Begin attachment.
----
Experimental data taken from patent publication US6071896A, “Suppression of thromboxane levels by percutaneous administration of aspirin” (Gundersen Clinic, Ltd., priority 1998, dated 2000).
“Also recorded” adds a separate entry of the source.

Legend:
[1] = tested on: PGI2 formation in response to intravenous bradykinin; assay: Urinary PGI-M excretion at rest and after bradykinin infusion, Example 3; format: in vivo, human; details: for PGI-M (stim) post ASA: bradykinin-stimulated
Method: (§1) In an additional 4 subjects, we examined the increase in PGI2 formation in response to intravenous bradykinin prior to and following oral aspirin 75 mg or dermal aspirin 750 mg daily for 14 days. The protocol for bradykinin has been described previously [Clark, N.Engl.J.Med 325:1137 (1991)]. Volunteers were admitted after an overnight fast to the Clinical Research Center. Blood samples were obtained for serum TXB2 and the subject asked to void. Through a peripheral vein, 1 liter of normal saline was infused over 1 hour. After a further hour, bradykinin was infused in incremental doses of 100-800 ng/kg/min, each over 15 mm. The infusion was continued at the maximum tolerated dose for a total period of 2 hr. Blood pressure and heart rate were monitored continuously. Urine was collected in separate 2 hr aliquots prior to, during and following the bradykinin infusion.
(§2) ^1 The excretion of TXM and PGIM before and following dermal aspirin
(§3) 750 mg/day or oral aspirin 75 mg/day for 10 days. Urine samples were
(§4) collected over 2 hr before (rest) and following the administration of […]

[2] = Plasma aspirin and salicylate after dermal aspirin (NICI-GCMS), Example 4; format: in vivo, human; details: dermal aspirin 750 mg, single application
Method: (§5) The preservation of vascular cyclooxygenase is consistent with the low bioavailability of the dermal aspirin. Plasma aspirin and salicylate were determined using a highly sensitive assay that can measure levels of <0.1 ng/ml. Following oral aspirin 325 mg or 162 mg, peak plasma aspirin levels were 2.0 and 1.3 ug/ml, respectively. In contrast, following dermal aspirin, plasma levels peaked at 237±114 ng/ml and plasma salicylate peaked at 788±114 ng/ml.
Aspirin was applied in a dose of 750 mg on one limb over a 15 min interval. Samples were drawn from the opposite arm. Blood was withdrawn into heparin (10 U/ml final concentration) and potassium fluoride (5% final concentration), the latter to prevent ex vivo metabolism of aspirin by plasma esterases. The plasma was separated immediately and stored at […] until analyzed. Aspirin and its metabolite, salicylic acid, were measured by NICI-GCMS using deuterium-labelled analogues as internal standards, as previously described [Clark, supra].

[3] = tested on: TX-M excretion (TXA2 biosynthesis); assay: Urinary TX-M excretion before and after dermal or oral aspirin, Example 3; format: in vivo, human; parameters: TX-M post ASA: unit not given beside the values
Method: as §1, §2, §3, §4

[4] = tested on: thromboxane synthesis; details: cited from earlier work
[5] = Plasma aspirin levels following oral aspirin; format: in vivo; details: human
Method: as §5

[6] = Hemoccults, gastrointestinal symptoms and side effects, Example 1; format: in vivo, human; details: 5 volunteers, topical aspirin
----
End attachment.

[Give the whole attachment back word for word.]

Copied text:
Experimental data taken from patent publication US6071896A, “Suppression of thromboxane levels by percutaneous administration of aspirin” (Gundersen Clinic, Ltd., priority 1998, dated 2000).
“Also recorded” adds a separate entry of the source.

Legend:
[1] = tested on: PGI2 formation in response to intravenous bradykinin; assay: Urinary PGI-M excretion at rest and after bradykinin infusion, Example 3; format: in vivo, human; details: for PGI-M (stim) post ASA: bradykinin-stimulated
Method: (§1) In an additional 4 subjects, we examined the increase in PGI2 formation in response to intravenous bradykinin prior to and following oral aspirin 75 mg or dermal aspirin 750 mg daily for 14 days. The protocol for bradykinin has been described previously [Clark, N.Engl.J.Med 325:1137 (1991)]. Volunteers were admitted after an overnight fast to the Clinical Research Center. Blood samples were obtained for serum TXB2 and the subject asked to void. Through a peripheral vein, 1 liter of normal saline was infused over 1 hour. After a further hour, bradykinin was infused in incremental doses of 100-800 ng/kg/min, each over 15 mm. The infusion was continued at the maximum tolerated dose for a total period of 2 hr. Blood pressure and heart rate were monitored continuously. Urine was collected in separate 2 hr aliquots prior to, during and following the bradykinin infusion.
(§2) ^1 The excretion of TXM and PGIM before and following dermal aspirin
(§3) 750 mg/day or oral aspirin 75 mg/day for 10 days. Urine samples were
(§4) collected over 2 hr before (rest) and following the administration of […]

[2] = Plasma aspirin and salicylate after dermal aspirin (NICI-GCMS), Example 4; format: in vivo, human; details: dermal aspirin 750 mg, single application
Method: (§5) The preservation of vascular cyclooxygenase is consistent with the low bioavailability of the dermal aspirin. Plasma aspirin and salicylate were determined using a highly sensitive assay that can measure levels of <0.1 ng/ml. Following oral aspirin 325 mg or 162 mg, peak plasma aspirin levels were 2.0 and 1.3 ug/ml, respectively. In contrast, following dermal aspirin, plasma levels peaked at 237±114 ng/ml and plasma salicylate peaked at 788±114 ng/ml.
Aspirin was applied in a dose of 750 mg on one limb over a 15 min interval. Samples were drawn from the opposite arm. Blood was withdrawn into heparin (10 U/ml final concentration) and potassium fluoride (5% final concentration), the latter to prevent ex vivo metabolism of aspirin by plasma esterases. The plasma was separated immediately and stored at […] until analyzed. Aspirin and its metabolite, salicylic acid, were measured by NICI-GCMS using deuterium-labelled analogues as internal standards, as previously described [Clark, supra].

[3] = tested on: TX-M excretion (TXA2 biosynthesis); assay: Urinary TX-M excretion before and after dermal or oral aspirin, Example 3; format: in vivo, human; parameters: TX-M post ASA: unit not given beside the values
Method: as §1, §2, §3, §4

[4] = tested on: thromboxane synthesis; details: cited from earlier work
[5] = Plasma aspirin levels following oral aspirin; format: in vivo; details: human
Method: as §5

[6] = Hemoccults, gastrointestinal symptoms and side effects, Example 1; format: in vivo, human; details: 5 volunteers, topical aspirin